We experience this feeling of liminal space when we see places that don’t match our the expectation of their use. Many people are taking photos of rush hour on city highways with no cars and sharing that eerie feeling that this just doesn’t feel right.
 
Also, that strange moment when we wake up but aren’t sure what’s real --the dream we were just in or the bed we’re waking up in.
 
Dr. Carrie Barron in a 2013 article entitled “Creativity and the Liminal Space: Tolerating the transition can take you to a better place,” 
describes these times from a psychologist perspective asking, “What happens if you lose what appears to be your “everything” and you do not know what to do next? If you feel that you are anxiously floating in the in-between, perhaps you are in The Liminal Space.”
 
Liminal space is a period of spiritual transformation described by mystics.
 
Father Richard Rohr the Director of the Center for Action and Contemplation describes liminal space this way.
“… It is when you have left the tried and true, but have not yet been able to replace it with anything else. It is when you are between your old comfort zone and any possible new answer. If you are not trained in how to hold  anxiety , how to live with ambiguity, how to entrust and wait, you will run…anything to flee this terrible cloud of unknowing.”
The great mystics lived their lives in liminal states. Swedenborg lived one foot in the physical world even serving in the Swedish Parliament, while also having a foot in a spiritual world of visions of heaven and hell.
 
His entry to this liminal space began with a vision of Christ who asked him if he had a “clean bill of health.” This odd question for us meant something to him. A few years earlier, London held Swedish visitors in quarantine during a pandemic. Swedenborg didn’t know, entered London and was arrested, and almost executed. His physical questions about surviving a pandemic became a spiritual message about his spiritual health. How newly relevant to us his story his to us today/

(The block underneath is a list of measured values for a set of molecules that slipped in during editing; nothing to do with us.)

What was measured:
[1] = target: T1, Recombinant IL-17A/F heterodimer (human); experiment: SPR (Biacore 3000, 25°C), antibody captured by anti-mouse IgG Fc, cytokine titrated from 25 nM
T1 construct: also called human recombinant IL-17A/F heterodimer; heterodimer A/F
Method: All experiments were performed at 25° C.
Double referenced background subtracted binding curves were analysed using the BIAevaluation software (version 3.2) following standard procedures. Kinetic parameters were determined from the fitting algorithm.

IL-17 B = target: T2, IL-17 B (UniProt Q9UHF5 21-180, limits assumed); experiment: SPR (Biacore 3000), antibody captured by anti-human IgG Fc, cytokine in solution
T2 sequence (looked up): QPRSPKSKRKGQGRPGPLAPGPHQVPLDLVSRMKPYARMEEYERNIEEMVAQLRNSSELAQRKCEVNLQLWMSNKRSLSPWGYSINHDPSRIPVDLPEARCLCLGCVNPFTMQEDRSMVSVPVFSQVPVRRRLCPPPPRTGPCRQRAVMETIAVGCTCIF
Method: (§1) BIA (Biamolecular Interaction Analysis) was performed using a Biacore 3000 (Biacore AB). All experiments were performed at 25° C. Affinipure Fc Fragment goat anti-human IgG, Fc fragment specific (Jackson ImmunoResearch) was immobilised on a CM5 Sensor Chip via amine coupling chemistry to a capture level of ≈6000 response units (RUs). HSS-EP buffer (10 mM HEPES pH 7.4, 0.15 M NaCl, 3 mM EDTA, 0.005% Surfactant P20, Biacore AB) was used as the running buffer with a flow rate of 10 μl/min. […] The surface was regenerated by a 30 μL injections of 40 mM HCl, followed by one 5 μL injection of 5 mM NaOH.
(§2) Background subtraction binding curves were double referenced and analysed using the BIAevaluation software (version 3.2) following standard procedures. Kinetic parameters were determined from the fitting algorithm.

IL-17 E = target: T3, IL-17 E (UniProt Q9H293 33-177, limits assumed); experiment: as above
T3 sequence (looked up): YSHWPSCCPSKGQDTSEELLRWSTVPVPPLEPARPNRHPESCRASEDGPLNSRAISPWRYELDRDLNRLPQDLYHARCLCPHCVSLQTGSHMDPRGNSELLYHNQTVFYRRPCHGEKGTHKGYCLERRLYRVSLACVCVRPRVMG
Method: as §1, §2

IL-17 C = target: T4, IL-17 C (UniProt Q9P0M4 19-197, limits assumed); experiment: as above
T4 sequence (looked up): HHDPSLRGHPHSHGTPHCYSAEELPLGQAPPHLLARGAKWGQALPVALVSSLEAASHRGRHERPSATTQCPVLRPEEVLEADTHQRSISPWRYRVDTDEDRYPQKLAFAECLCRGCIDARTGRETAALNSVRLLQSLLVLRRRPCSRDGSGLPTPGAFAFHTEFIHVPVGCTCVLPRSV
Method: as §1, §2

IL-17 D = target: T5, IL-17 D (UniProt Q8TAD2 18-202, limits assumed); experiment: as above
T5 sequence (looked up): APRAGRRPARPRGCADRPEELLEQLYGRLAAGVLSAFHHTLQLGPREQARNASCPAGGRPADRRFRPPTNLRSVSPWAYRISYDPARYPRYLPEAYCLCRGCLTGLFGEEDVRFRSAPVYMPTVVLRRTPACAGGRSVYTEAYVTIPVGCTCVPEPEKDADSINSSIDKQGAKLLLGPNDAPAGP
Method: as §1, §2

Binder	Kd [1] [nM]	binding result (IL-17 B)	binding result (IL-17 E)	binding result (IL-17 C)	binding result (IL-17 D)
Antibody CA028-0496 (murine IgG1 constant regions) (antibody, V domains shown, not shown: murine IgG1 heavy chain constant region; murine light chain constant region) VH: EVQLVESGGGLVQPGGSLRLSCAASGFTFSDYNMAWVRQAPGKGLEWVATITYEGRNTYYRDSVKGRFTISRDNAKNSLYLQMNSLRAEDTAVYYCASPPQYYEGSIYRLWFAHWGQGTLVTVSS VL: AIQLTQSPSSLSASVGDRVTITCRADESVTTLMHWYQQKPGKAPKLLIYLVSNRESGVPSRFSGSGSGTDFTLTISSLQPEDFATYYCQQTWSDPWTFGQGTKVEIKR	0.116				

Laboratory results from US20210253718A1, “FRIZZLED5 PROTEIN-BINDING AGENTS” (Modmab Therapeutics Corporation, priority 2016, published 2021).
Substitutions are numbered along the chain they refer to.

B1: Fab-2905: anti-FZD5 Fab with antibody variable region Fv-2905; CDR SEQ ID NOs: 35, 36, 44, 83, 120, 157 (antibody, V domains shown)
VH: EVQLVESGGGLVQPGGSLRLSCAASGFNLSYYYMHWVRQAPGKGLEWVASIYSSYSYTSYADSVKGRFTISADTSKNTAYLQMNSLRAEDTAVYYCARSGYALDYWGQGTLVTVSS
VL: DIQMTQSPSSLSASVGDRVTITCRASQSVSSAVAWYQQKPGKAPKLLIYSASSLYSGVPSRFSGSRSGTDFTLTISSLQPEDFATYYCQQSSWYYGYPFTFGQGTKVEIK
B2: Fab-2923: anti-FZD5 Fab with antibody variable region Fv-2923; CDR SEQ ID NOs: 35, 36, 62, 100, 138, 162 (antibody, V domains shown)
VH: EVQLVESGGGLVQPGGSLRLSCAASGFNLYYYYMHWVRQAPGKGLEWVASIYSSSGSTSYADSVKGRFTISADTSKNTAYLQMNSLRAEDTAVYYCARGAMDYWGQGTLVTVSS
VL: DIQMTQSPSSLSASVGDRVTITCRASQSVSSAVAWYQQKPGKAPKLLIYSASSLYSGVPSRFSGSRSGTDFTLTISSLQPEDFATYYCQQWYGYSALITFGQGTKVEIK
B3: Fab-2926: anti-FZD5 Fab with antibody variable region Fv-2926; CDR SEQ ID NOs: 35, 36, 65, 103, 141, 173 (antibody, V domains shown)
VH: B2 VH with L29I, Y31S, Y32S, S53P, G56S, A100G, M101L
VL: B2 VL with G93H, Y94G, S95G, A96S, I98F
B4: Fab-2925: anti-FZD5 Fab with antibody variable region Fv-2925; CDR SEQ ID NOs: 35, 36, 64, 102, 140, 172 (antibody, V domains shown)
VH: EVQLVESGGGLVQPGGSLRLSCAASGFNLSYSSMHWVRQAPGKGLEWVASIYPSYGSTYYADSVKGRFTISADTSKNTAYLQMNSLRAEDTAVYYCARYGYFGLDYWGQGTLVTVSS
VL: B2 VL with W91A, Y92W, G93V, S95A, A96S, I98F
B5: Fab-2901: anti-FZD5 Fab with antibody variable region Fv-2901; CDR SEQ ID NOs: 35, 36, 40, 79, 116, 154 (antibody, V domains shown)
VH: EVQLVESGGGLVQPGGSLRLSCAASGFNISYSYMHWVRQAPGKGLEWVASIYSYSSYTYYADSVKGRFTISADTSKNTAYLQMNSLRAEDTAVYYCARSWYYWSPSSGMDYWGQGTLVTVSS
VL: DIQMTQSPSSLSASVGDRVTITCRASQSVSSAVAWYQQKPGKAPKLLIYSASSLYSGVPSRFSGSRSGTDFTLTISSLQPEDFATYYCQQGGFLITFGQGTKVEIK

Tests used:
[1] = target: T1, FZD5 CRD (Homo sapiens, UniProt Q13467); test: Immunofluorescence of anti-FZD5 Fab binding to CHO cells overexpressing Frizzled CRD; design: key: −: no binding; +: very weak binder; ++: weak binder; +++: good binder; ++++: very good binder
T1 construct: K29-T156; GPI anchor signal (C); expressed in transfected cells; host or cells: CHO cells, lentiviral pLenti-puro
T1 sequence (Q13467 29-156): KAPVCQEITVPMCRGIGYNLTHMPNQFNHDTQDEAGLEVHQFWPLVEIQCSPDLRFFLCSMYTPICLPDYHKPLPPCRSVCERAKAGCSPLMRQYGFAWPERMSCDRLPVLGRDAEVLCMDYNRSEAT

He spent the rest of us life in a liminal space.
 
The story of the road to Emmaus from the gospel today is a story of liminal space—a time in between Christ rising and the new church to come.
 
Two disciples are leaving Jerusalem heartbroken and hopeless. The vision they had for themselves, their community and their country have been crushed. They are in a state of despair. Things are not playing out as expected.
 
Jesus meets the disciples not where he wants them to be but where they are.
 
They do not recognize him.
 
Instead, they give their take on the things that just happened to him. He listens to their story of woe and when they are ready teach them what it all means. He taught them. The asked questions. They sat down to a meal together. They recognized him and he disappeared.
 
 Today we are on the road to Emmaus.
We have grief and anxiety. We aren’t sure what’s next. We tell Jesus how things should be.
 
Fortunately, this gospel offers very practical Lessons for Thriving in Liminal Space.
First, we learn that even when don’t recognize him, Jesus is with us at this time.

We learn that the narrative we’ve grown so attached to for our lives and future may not be true.
 
We learn that faith is not about what happens when we die, but instead, faith is traveling on our spiritual journey being active in our lives.
 
We learn that if we can live into our sense of a loss of control, then we can open ourselves up to greater trust in God and a deeper faith.
 
We learn that being in conversation with others is often the best way to find comfort.
 
We learn that the remembering the Scriptures is a powerful force in times of doubt.
 
We learn that in the breaking of bread and creation of community we can recognize the face of Christ.
 
We learn to stop telling God that he’s got it wrong and we’ve got it right and we can begin to just listen.
 
We learn to let go of the Jesus we created and recognize the Christ that transcends our imagination.
 
We learn that our anxiety will turn to hope, and we will again experience that burning feeling of clarity and closeness to God.
 
We learn that liminal space is necessary for spiritual transformation. If you run from it, you miss the chance to grow.
 
We are living in an in-between time of liminal space.
 
We have lessons on how to survive it.
 
Resist your desire to control it and the temptation to give in to despair. Instead, embrace it. Walk, talk to others, break bread with others and open yourself to Christ who has been walking with you all along.